On April 20, 2018, Plaintiff was notified that she was discharged from her employment, effective immediately. Id. ¶ 77. Defendant asserted three reasons for discharging Plaintiff: she worked outside of “core business hours” in violation of the terms of the Final Warning letter; she had “unauthorized” company property on her cell phone in violation of a confidentiality agreement; and she said “negative” things about her colleagues. Id. ¶ 78. Plaintiff denies that she engaged in this conduct. She alleges that after her discharge, she received a call from the administrative assistant of one of Defendant's vice presidents who told Plaintiff that her husband's lawsuits were a motivating factor in her discharge. Plaintiff then filed this action claiming that Defendant violated both the FLSA and the ADA when it terminated her employment.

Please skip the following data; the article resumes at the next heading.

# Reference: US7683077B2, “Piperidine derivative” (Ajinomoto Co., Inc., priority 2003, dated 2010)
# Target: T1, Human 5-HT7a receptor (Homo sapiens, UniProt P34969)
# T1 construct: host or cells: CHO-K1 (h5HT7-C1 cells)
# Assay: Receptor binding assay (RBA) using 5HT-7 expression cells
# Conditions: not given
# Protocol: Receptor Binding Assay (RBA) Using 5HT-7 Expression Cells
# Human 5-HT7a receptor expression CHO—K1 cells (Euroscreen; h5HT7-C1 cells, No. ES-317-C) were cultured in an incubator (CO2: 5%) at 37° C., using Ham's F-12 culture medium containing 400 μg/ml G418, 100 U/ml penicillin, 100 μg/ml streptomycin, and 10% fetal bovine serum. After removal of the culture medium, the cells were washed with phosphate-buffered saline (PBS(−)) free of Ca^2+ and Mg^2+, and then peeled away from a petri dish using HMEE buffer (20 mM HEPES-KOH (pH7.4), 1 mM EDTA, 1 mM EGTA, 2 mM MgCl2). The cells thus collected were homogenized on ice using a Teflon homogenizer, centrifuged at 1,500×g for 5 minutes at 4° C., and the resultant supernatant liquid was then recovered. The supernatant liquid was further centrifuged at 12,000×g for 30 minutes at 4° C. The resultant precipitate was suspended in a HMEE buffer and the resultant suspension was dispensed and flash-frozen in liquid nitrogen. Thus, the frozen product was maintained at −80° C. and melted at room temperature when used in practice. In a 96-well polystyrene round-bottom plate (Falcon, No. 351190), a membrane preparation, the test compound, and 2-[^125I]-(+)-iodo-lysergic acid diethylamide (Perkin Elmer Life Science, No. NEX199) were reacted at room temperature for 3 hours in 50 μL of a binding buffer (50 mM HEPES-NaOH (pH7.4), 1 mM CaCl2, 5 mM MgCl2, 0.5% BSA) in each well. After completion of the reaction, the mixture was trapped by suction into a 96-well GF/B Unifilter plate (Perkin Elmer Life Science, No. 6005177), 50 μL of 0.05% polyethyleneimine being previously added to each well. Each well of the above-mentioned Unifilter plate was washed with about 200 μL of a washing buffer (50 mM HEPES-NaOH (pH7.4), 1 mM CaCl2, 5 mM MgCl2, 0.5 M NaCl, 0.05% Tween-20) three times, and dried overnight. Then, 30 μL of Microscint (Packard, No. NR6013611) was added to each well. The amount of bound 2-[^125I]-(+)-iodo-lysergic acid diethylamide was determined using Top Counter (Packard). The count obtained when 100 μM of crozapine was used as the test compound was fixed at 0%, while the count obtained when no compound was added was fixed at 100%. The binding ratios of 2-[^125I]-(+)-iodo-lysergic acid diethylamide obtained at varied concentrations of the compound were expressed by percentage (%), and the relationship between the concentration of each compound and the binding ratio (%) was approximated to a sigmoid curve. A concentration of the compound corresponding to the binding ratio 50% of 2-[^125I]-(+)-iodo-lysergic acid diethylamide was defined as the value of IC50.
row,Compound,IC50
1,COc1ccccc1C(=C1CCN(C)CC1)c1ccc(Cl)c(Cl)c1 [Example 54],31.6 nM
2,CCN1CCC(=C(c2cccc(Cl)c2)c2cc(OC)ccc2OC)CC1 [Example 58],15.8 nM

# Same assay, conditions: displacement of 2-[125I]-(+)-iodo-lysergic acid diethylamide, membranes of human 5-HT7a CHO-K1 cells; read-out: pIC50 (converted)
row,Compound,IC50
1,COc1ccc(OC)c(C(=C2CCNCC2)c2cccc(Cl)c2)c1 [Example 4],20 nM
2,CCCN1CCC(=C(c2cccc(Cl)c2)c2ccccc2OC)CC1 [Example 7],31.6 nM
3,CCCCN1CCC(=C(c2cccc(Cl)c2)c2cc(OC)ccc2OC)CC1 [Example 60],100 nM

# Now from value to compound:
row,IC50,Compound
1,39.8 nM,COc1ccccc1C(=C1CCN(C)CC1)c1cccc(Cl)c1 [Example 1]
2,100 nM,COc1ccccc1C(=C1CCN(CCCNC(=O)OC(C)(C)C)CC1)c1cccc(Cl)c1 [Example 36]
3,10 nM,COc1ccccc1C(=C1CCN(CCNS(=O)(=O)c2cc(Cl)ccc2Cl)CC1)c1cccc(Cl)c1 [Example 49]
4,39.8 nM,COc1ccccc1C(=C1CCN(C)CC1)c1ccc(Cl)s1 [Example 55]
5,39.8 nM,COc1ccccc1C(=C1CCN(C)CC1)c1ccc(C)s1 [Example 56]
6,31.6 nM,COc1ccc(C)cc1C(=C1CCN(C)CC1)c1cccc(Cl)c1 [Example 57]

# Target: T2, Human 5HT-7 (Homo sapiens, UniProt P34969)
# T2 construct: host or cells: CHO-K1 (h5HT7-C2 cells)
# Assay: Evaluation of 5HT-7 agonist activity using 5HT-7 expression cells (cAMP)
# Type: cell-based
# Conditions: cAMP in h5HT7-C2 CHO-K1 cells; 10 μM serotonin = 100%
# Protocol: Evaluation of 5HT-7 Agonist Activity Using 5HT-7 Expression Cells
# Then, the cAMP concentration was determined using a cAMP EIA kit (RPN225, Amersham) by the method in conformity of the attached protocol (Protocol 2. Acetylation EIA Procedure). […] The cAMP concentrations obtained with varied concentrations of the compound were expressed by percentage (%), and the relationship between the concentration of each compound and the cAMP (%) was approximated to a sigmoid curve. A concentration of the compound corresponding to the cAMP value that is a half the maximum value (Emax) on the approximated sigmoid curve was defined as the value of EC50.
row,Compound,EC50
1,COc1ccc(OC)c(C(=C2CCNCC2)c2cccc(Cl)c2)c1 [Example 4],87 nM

Plaintiff claims Defendant terminated her employment in retaliation for engaging in protected activity under the FLSA. The FLSA makes it unlawful “for any person . . . to discharge or in any other manner discriminate against any employee because such employee has filed any complaint” or otherwise engaged in protected activity under the FLSA. 29 U.S.C. § 215(a)(3) (emphasis added). To state a typical retaliation claim under the FLSA, a plaintiff must allege that she engaged in activity protected by the FLSA, her employer took an adverse employment action against her, and a causal link exists between the two. Sloan v. Am. Brain Tumor Ass'n, 901 F.3d 891, 894 (7th Cir. 2018). Defendant claims Plaintiff's FLSA claim must be dismissed because the amended complaint does not contain any allegations suggesting that Plaintiff herself engaged in protected activity. Defendant argues that no court has held that a plaintiff may proceed on an FLSA retaliation claim based on protected activity by a third party who was never employed by the defendant employer. The Seventh Circuit has not addressed the issue of whether a plaintiff may proceed on an FLSA retaliation claim based on protected activity by a third party who was never employed by the defendant employer.